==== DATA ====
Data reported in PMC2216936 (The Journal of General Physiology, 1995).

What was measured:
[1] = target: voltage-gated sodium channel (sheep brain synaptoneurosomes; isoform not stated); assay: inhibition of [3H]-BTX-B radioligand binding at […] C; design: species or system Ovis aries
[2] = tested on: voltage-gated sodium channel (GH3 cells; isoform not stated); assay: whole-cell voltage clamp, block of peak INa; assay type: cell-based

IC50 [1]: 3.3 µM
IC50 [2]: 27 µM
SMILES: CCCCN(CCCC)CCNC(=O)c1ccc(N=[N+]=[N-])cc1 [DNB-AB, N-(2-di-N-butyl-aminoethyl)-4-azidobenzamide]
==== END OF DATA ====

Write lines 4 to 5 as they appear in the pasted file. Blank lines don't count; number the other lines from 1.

[2] = tested on: voltage-gated sodium channel (GH3 cells; isoform not stated); assay: whole-cell voltage clamp, block of peak INa; assay type: cell-based

IC50 [1]: 3.3 µM